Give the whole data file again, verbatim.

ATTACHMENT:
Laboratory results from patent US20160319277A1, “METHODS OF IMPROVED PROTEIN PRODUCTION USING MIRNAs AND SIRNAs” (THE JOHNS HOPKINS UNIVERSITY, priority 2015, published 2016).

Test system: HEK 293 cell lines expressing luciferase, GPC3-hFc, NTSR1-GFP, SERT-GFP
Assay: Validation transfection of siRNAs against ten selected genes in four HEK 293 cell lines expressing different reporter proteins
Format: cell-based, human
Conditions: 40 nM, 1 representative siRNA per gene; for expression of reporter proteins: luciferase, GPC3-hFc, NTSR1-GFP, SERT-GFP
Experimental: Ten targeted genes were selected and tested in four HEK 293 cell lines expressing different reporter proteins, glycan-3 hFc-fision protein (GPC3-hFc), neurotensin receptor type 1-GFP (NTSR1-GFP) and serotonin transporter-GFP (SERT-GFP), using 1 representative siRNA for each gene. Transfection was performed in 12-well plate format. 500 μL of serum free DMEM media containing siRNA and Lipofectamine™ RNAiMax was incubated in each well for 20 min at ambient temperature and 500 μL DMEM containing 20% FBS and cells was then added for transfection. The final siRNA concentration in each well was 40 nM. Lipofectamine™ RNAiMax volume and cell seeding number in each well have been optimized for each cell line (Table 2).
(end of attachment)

Laboratory results from patent US20160319277A1, “METHODS OF IMPROVED PROTEIN PRODUCTION USING MIRNAs AND SIRNAs” (THE JOHNS HOPKINS UNIVERSITY, priority 2015, published 2016).

Test system: HEK 293 cell lines expressing luciferase, GPC3-hFc, NTSR1-GFP, SERT-GFP
Assay: Validation transfection of siRNAs against ten selected genes in four HEK 293 cell lines expressing different reporter proteins
Format: cell-based, human
Conditions: 40 nM, 1 representative siRNA per gene; for expression of reporter proteins: luciferase, GPC3-hFc, NTSR1-GFP, SERT-GFP
Experimental: Ten targeted genes were selected and tested in four HEK 293 cell lines expressing different reporter proteins, glycan-3 hFc-fision protein (GPC3-hFc), neurotensin receptor type 1-GFP (NTSR1-GFP) and serotonin transporter-GFP (SERT-GFP), using 1 representative siRNA for each gene. Transfection was performed in 12-well plate format. 500 μL of serum free DMEM media containing siRNA and Lipofectamine™ RNAiMax was incubated in each well for 20 min at ambient temperature and 500 μL DMEM containing 20% FBS and cells was then added for transfection. The final siRNA concentration in each well was 40 nM. Lipofectamine™ RNAiMax volume and cell seeding number in each well have been optimized for each cell line (Table 2).